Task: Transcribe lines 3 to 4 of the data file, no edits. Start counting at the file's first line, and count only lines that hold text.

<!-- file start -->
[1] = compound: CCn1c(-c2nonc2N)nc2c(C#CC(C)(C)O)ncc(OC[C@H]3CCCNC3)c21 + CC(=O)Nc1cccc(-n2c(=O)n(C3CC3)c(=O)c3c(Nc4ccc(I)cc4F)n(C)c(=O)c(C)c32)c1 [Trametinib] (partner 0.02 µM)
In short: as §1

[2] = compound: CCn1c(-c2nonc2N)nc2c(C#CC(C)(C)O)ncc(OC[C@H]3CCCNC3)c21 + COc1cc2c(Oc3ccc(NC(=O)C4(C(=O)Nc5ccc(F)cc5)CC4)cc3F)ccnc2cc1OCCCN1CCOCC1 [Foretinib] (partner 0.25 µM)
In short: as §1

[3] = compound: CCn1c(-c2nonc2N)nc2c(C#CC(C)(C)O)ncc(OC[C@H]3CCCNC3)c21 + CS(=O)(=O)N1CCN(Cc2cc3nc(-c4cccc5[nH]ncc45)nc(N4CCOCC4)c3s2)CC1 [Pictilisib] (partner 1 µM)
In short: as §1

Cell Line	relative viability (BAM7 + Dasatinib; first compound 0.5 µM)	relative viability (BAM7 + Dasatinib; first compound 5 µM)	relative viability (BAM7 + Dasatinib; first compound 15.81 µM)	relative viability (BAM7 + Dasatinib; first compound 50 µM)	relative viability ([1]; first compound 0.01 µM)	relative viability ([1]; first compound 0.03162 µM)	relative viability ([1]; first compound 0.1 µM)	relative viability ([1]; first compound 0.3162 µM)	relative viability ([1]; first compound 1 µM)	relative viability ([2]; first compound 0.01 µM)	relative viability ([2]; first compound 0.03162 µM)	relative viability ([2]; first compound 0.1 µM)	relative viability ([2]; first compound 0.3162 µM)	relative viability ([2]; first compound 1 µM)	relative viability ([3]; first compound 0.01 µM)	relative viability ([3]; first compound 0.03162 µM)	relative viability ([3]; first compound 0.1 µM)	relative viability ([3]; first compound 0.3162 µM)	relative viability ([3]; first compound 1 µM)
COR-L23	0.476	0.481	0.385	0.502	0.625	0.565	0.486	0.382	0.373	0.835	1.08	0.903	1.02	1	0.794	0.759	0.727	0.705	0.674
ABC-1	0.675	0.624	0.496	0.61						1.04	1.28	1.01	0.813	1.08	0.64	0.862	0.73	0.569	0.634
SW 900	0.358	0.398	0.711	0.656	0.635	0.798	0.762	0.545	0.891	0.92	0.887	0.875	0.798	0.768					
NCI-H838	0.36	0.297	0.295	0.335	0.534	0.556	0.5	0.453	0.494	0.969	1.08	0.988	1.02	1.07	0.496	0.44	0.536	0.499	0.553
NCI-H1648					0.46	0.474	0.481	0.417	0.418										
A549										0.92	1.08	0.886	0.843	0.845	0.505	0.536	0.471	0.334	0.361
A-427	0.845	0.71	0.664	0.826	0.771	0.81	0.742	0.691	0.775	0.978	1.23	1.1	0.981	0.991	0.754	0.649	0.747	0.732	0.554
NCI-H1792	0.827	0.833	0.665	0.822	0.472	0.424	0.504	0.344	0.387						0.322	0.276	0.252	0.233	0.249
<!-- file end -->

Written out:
[2] = compound: CCn1c(-c2nonc2N)nc2c(C#CC(C)(C)O)ncc(OC[C@H]3CCCNC3)c21 + COc1cc2c(Oc3ccc(NC(=O)C4(C(=O)Nc5ccc(F)cc5)CC4)cc3F)ccnc2cc1OCCCN1CCOCC1 [Foretinib] (partner 0.25 µM)
In short: as §1